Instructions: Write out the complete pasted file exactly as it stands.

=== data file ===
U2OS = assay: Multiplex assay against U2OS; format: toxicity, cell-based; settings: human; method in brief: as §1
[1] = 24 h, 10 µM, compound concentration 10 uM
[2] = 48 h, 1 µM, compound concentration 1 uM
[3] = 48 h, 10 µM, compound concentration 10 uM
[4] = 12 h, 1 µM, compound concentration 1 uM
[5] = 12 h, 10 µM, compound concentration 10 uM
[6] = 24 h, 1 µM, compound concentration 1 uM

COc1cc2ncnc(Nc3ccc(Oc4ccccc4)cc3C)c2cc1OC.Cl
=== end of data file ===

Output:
U2OS = assay: Multiplex assay against U2OS; format: toxicity, cell-based; settings: human; method in brief: as §1
[1] = 24 h, 10 µM, compound concentration 10 uM
[2] = 48 h, 1 µM, compound concentration 1 uM
[3] = 48 h, 10 µM, compound concentration 10 uM
[4] = 12 h, 1 µM, compound concentration 1 uM
[5] = 12 h, 10 µM, compound concentration 10 uM
[6] = 24 h, 1 µM, compound concentration 1 uM

COc1cc2ncnc(Nc3ccc(Oc4ccccc4)cc3C)c2cc1OC.Cl